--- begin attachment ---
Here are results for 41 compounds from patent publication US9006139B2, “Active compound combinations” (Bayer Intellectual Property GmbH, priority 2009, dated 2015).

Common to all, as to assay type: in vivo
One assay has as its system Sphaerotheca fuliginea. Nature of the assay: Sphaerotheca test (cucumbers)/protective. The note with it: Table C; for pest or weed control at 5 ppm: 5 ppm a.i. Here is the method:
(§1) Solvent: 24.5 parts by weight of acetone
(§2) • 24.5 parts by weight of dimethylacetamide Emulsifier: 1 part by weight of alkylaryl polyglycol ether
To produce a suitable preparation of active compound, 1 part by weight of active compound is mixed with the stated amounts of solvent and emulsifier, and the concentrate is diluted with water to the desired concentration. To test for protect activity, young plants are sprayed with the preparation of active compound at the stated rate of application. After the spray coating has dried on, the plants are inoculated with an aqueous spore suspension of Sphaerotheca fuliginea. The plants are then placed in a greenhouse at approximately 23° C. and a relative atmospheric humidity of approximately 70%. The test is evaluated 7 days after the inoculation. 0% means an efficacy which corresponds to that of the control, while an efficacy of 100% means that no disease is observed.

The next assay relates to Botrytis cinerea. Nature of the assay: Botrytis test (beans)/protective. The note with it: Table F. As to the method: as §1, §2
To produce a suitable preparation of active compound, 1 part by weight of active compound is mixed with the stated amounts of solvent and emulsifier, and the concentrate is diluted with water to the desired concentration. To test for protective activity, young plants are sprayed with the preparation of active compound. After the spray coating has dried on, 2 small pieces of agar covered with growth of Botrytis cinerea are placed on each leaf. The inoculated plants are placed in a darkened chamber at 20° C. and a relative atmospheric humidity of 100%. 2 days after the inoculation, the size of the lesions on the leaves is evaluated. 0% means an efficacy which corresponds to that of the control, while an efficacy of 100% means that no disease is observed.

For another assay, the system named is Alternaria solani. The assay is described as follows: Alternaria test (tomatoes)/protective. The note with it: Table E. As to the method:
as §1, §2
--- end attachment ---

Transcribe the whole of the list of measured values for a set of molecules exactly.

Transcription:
Here are results for 41 compounds from patent publication US9006139B2, “Active compound combinations” (Bayer Intellectual Property GmbH, priority 2009, dated 2015).

Common to all, as to assay type: in vivo
One assay has as its system Sphaerotheca fuliginea. Nature of the assay: Sphaerotheca test (cucumbers)/protective. The note with it: Table C; for pest or weed control at 5 ppm: 5 ppm a.i. Here is the method:
(§1) Solvent: 24.5 parts by weight of acetone
(§2) • 24.5 parts by weight of dimethylacetamide Emulsifier: 1 part by weight of alkylaryl polyglycol ether
To produce a suitable preparation of active compound, 1 part by weight of active compound is mixed with the stated amounts of solvent and emulsifier, and the concentrate is diluted with water to the desired concentration. To test for protect activity, young plants are sprayed with the preparation of active compound at the stated rate of application. After the spray coating has dried on, the plants are inoculated with an aqueous spore suspension of Sphaerotheca fuliginea. The plants are then placed in a greenhouse at approximately 23° C. and a relative atmospheric humidity of approximately 70%. The test is evaluated 7 days after the inoculation. 0% means an efficacy which corresponds to that of the control, while an efficacy of 100% means that no disease is observed.

The next assay relates to Botrytis cinerea. Nature of the assay: Botrytis test (beans)/protective. The note with it: Table F. As to the method: as §1, §2
To produce a suitable preparation of active compound, 1 part by weight of active compound is mixed with the stated amounts of solvent and emulsifier, and the concentrate is diluted with water to the desired concentration. To test for protective activity, young plants are sprayed with the preparation of active compound. After the spray coating has dried on, 2 small pieces of agar covered with growth of Botrytis cinerea are placed on each leaf. The inoculated plants are placed in a darkened chamber at 20° C. and a relative atmospheric humidity of 100%. 2 days after the inoculation, the size of the lesions on the leaves is evaluated. 0% means an efficacy which corresponds to that of the control, while an efficacy of 100% means that no disease is observed.

For another assay, the system named is Alternaria solani. The assay is described as follows: Alternaria test (tomatoes)/protective. The note with it: Table E. As to the method:
as §1, §2